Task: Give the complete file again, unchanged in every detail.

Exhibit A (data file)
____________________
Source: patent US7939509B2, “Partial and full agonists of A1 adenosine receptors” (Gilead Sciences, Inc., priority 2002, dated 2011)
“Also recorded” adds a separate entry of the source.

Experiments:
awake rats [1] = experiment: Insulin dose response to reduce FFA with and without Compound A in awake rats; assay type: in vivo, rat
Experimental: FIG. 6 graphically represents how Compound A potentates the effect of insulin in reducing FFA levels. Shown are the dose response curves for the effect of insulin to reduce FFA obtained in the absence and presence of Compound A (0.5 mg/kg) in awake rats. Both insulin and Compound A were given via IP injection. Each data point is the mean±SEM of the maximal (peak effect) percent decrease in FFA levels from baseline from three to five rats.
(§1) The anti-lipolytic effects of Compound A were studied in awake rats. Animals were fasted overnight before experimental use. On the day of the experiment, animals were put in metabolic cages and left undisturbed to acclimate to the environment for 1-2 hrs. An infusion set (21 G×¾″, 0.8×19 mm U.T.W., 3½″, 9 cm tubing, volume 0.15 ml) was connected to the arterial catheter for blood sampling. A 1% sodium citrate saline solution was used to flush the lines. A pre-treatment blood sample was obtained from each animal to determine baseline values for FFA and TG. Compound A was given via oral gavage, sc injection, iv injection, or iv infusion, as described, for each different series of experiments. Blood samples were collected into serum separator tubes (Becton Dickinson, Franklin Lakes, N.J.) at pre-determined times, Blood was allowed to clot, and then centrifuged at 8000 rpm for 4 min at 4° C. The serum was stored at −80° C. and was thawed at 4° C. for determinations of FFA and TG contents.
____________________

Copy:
Source: patent US7939509B2, “Partial and full agonists of A1 adenosine receptors” (Gilead Sciences, Inc., priority 2002, dated 2011)
“Also recorded” adds a separate entry of the source.

Experiments:
awake rats [1] = experiment: Insulin dose response to reduce FFA with and without Compound A in awake rats; assay type: in vivo, rat
Experimental: FIG. 6 graphically represents how Compound A potentates the effect of insulin in reducing FFA levels. Shown are the dose response curves for the effect of insulin to reduce FFA obtained in the absence and presence of Compound A (0.5 mg/kg) in awake rats. Both insulin and Compound A were given via IP injection. Each data point is the mean±SEM of the maximal (peak effect) percent decrease in FFA levels from baseline from three to five rats.
(§1) The anti-lipolytic effects of Compound A were studied in awake rats. Animals were fasted overnight before experimental use. On the day of the experiment, animals were put in metabolic cages and left undisturbed to acclimate to the environment for 1-2 hrs. An infusion set (21 G×¾″, 0.8×19 mm U.T.W., 3½″, 9 cm tubing, volume 0.15 ml) was connected to the arterial catheter for blood sampling. A 1% sodium citrate saline solution was used to flush the lines. A pre-treatment blood sample was obtained from each animal to determine baseline values for FFA and TG. Compound A was given via oral gavage, sc injection, iv injection, or iv infusion, as described, for each different series of experiments. Blood samples were collected into serum separator tubes (Becton Dickinson, Franklin Lakes, N.J.) at pre-determined times, Blood was allowed to clot, and then centrifuged at 8000 rpm for 4 min at 4° C. The serum was stored at −80° C. and was thawed at 4° C. for determinations of FFA and TG contents.